Bernard Kouchner, a Socialist who has been a keen supporter of Turkey's accession into the European Union, has been made foreign minister in the first Cabinet of France's new conservative President Nicolas Sarkozy, who is adamantly opposed to Turkey's EU accession -- unlike Kouchner.
Kouchner, born in 1939, known for his former positions as an outspoken health minister and UN governor of Kosovo, is one of France's most popular figures, largely due to humanitarian work which includes co-founding the Nobel Peace Prize-winning aid group Médecins Sans Frontières (Doctors Without Borders). He has similar convictions to Sarkozy on key issues, such as the plight of Africa, the world's poorest continent, a large swathe of which was once colonized by France. Nevertheless he has been a staunch supporter of Turkey's EU bid, a major difference of view with Sarkozy. Sarkozy's move to appoint a Socialist former minister to the key foreign affairs role in his cabinet has been widely interpreted as a major coup for the new president, who is seeking to broaden the political base of his government.Those who oppose Turkey's EU entry actually consider the EU "a Christian club," Kouchner has argued. In an interview held by Belgian daily Le Soir in 2002 he likened the ruling Justice and development Party (AK Party) to the conservative Christian Democrat political parties of Europe.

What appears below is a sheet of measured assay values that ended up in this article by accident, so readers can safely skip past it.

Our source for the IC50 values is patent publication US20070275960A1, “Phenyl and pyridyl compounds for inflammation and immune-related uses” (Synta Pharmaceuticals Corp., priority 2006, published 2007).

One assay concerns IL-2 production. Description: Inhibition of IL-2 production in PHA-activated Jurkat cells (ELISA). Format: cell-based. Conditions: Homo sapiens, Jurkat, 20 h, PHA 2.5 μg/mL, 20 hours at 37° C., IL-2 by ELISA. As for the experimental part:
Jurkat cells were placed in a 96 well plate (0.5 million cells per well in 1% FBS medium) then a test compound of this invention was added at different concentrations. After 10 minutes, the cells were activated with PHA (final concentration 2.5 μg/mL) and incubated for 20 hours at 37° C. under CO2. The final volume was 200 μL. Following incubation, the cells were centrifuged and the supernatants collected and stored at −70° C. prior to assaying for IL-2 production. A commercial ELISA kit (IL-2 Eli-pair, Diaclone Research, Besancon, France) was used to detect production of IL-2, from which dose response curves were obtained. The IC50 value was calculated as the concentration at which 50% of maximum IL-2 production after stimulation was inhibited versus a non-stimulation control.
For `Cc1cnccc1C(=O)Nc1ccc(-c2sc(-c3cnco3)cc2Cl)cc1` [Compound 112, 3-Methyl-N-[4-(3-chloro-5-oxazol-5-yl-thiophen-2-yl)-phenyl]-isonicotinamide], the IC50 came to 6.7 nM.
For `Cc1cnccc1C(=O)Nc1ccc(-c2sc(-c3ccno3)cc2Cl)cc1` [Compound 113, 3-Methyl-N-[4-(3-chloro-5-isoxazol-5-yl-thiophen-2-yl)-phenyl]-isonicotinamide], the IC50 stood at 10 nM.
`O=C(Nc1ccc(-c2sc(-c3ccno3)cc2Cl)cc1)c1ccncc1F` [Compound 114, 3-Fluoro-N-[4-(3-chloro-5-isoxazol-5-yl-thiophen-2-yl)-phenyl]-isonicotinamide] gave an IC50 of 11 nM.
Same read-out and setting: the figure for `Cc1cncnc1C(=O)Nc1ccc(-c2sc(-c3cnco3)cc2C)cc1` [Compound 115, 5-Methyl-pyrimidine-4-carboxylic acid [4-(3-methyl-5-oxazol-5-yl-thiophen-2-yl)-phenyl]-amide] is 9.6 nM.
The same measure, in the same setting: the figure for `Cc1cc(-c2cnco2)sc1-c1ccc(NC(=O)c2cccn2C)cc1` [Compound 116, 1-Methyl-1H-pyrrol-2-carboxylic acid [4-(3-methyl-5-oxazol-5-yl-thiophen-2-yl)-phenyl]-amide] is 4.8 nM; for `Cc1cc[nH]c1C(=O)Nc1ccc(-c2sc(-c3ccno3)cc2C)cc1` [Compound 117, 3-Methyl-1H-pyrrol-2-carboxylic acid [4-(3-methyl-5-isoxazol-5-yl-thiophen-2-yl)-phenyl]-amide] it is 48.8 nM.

"Hands should be extended to Turkey, which is the sole Muslim country who has separated state and religious affairs," Kouchner then said. Blaming those anti-Turkey camps within the EU for putting forth showpiece excuses against Ankara's EU aspirations, he suggested that what they actually aimed at was "an EU design reserved for Christian countries."
Kouchner has already sparked Socialists' reaction by accepting to work with Sarkozy. The appointment of Kouchner is an indicator of "an opening out and transformation" in Sarkozy's well-known policy against Turkey's EU bid, François Géré, head of the French Institute for Strategic Analysis (IFAS), told Today's Zaman.
In the French system, foreign and defense affairs are known to be reserved for policy making by the president. Thus Sarkozy is expected to directly inform foreign policy. Earlier this week Géré, describing Sarkozy as "a pragmatist and realist politician," said, "Sarkozy will assume a manner in compliance with files and France's interests."
Kouchner has been a leading advocate of "humanitarian intervention" -- the right to get involved in another country's affairs if human rights are being abused. He has extended his support for Turkey's EU bid as well, provided it strictly observes its human rights obligations.
He was also one of the rare French politicians who spoke out in favor of a military intervention in Iraq in 2003, saying he was against war but also against Saddam Hussein's regime.
Source:Today's ZamanLast Mod: 20 Mayıs 2007, 16:18